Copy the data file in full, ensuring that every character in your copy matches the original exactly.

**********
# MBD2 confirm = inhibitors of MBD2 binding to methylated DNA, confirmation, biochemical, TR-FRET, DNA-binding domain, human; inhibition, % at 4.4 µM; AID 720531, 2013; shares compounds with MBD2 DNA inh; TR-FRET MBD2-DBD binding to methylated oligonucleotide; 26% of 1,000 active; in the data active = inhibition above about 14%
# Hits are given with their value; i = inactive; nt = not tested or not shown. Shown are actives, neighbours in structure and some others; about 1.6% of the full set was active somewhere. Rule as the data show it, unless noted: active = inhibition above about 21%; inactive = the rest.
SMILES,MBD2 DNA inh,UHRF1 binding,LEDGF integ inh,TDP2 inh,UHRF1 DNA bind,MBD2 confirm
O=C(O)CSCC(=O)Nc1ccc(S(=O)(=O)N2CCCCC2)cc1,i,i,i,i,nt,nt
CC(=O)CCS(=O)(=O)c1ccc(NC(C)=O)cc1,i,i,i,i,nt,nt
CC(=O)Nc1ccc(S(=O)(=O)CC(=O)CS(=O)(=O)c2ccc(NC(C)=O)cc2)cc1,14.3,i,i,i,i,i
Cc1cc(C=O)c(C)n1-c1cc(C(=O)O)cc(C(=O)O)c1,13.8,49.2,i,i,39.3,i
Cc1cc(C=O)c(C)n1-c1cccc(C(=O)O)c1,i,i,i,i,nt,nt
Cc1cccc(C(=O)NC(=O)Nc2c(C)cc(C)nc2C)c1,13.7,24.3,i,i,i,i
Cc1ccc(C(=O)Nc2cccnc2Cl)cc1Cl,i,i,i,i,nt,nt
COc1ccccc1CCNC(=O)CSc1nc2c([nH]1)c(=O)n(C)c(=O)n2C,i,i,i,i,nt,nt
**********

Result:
# MBD2 confirm = inhibitors of MBD2 binding to methylated DNA, confirmation, biochemical, TR-FRET, DNA-binding domain, human; inhibition, % at 4.4 µM; AID 720531, 2013; shares compounds with MBD2 DNA inh; TR-FRET MBD2-DBD binding to methylated oligonucleotide; 26% of 1,000 active; in the data active = inhibition above about 14%
# Hits are given with their value; i = inactive; nt = not tested or not shown. Shown are actives, neighbours in structure and some others; about 1.6% of the full set was active somewhere. Rule as the data show it, unless noted: active = inhibition above about 21%; inactive = the rest.
SMILES,MBD2 DNA inh,UHRF1 binding,LEDGF integ inh,TDP2 inh,UHRF1 DNA bind,MBD2 confirm
O=C(O)CSCC(=O)Nc1ccc(S(=O)(=O)N2CCCCC2)cc1,i,i,i,i,nt,nt
CC(=O)CCS(=O)(=O)c1ccc(NC(C)=O)cc1,i,i,i,i,nt,nt
CC(=O)Nc1ccc(S(=O)(=O)CC(=O)CS(=O)(=O)c2ccc(NC(C)=O)cc2)cc1,14.3,i,i,i,i,i
Cc1cc(C=O)c(C)n1-c1cc(C(=O)O)cc(C(=O)O)c1,13.8,49.2,i,i,39.3,i
Cc1cc(C=O)c(C)n1-c1cccc(C(=O)O)c1,i,i,i,i,nt,nt
Cc1cccc(C(=O)NC(=O)Nc2c(C)cc(C)nc2C)c1,13.7,24.3,i,i,i,i
Cc1ccc(C(=O)Nc2cccnc2Cl)cc1Cl,i,i,i,i,nt,nt
COc1ccccc1CCNC(=O)CSc1nc2c([nH]1)c(=O)n(C)c(=O)n2C,i,i,i,i,nt,nt